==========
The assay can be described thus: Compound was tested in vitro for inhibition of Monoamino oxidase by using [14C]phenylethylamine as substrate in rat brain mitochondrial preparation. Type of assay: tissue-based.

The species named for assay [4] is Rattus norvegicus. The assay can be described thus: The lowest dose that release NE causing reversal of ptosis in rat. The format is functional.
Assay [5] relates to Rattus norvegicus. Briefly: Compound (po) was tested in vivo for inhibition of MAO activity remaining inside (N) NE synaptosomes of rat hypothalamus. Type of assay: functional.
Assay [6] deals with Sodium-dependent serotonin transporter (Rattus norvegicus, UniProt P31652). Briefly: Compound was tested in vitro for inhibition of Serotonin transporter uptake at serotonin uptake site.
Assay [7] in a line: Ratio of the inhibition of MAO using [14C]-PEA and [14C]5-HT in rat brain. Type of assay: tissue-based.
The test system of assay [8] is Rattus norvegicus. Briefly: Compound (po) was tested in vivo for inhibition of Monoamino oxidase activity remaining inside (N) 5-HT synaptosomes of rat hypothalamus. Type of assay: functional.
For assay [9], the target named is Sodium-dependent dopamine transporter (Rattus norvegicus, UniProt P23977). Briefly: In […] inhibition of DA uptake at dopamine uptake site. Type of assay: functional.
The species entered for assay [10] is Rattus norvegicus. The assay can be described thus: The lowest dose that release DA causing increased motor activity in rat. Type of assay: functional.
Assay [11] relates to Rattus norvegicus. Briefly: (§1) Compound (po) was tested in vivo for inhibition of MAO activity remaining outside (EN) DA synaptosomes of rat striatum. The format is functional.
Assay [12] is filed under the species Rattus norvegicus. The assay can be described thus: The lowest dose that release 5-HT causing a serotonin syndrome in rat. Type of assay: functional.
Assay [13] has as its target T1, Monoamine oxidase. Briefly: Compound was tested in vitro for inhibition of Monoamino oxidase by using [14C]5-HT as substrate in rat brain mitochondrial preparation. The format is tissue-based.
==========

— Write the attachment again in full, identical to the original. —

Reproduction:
The assay can be described thus: Compound was tested in vitro for inhibition of Monoamino oxidase by using [14C]phenylethylamine as substrate in rat brain mitochondrial preparation. Type of assay: tissue-based.

The species named for assay [4] is Rattus norvegicus. The assay can be described thus: The lowest dose that release NE causing reversal of ptosis in rat. The format is functional.
Assay [5] relates to Rattus norvegicus. Briefly: Compound (po) was tested in vivo for inhibition of MAO activity remaining inside (N) NE synaptosomes of rat hypothalamus. Type of assay: functional.
Assay [6] deals with Sodium-dependent serotonin transporter (Rattus norvegicus, UniProt P31652). Briefly: Compound was tested in vitro for inhibition of Serotonin transporter uptake at serotonin uptake site.
Assay [7] in a line: Ratio of the inhibition of MAO using [14C]-PEA and [14C]5-HT in rat brain. Type of assay: tissue-based.
The test system of assay [8] is Rattus norvegicus. Briefly: Compound (po) was tested in vivo for inhibition of Monoamino oxidase activity remaining inside (N) 5-HT synaptosomes of rat hypothalamus. Type of assay: functional.
For assay [9], the target named is Sodium-dependent dopamine transporter (Rattus norvegicus, UniProt P23977). Briefly: In […] inhibition of DA uptake at dopamine uptake site. Type of assay: functional.
The species entered for assay [10] is Rattus norvegicus. The assay can be described thus: The lowest dose that release DA causing increased motor activity in rat. Type of assay: functional.
Assay [11] relates to Rattus norvegicus. Briefly: (§1) Compound (po) was tested in vivo for inhibition of MAO activity remaining outside (EN) DA synaptosomes of rat striatum. The format is functional.
Assay [12] is filed under the species Rattus norvegicus. The assay can be described thus: The lowest dose that release 5-HT causing a serotonin syndrome in rat. Type of assay: functional.
Assay [13] has as its target T1, Monoamine oxidase. Briefly: Compound was tested in vitro for inhibition of Monoamino oxidase by using [14C]5-HT as substrate in rat brain mitochondrial preparation. The format is tissue-based.